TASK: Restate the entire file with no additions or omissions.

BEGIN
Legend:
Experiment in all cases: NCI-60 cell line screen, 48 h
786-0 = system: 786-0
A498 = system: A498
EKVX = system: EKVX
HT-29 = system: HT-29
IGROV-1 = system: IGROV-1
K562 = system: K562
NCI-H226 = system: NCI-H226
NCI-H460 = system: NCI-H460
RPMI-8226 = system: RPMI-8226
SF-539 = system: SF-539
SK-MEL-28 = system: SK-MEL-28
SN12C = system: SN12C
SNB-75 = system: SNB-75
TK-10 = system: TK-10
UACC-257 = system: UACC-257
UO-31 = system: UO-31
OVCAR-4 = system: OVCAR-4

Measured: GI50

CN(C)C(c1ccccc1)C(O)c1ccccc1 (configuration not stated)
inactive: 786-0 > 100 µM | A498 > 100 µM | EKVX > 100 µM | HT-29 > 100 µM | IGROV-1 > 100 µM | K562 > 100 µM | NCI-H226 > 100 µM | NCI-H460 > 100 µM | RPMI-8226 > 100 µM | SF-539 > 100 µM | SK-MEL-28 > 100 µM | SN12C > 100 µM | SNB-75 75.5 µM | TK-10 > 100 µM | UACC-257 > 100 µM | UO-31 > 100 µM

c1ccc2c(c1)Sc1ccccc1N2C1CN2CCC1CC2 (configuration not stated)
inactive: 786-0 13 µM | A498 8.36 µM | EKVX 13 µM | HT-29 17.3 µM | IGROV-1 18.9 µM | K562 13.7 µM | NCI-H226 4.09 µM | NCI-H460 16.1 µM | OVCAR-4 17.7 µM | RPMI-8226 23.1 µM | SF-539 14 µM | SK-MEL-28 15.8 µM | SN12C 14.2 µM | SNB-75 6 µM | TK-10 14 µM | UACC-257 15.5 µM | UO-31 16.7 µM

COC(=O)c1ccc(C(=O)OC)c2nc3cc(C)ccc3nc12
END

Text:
Legend:
Experiment in all cases: NCI-60 cell line screen, 48 h
786-0 = system: 786-0
A498 = system: A498
EKVX = system: EKVX
HT-29 = system: HT-29
IGROV-1 = system: IGROV-1
K562 = system: K562
NCI-H226 = system: NCI-H226
NCI-H460 = system: NCI-H460
RPMI-8226 = system: RPMI-8226
SF-539 = system: SF-539
SK-MEL-28 = system: SK-MEL-28
SN12C = system: SN12C
SNB-75 = system: SNB-75
TK-10 = system: TK-10
UACC-257 = system: UACC-257
UO-31 = system: UO-31
OVCAR-4 = system: OVCAR-4

Measured: GI50

CN(C)C(c1ccccc1)C(O)c1ccccc1 (configuration not stated)
inactive: 786-0 > 100 µM | A498 > 100 µM | EKVX > 100 µM | HT-29 > 100 µM | IGROV-1 > 100 µM | K562 > 100 µM | NCI-H226 > 100 µM | NCI-H460 > 100 µM | RPMI-8226 > 100 µM | SF-539 > 100 µM | SK-MEL-28 > 100 µM | SN12C > 100 µM | SNB-75 75.5 µM | TK-10 > 100 µM | UACC-257 > 100 µM | UO-31 > 100 µM

c1ccc2c(c1)Sc1ccccc1N2C1CN2CCC1CC2 (configuration not stated)
inactive: 786-0 13 µM | A498 8.36 µM | EKVX 13 µM | HT-29 17.3 µM | IGROV-1 18.9 µM | K562 13.7 µM | NCI-H226 4.09 µM | NCI-H460 16.1 µM | OVCAR-4 17.7 µM | RPMI-8226 23.1 µM | SF-539 14 µM | SK-MEL-28 15.8 µM | SN12C 14.2 µM | SNB-75 6 µM | TK-10 14 µM | UACC-257 15.5 µM | UO-31 16.7 µM

COC(=O)c1ccc(C(=O)OC)c2nc3cc(C)ccc3nc12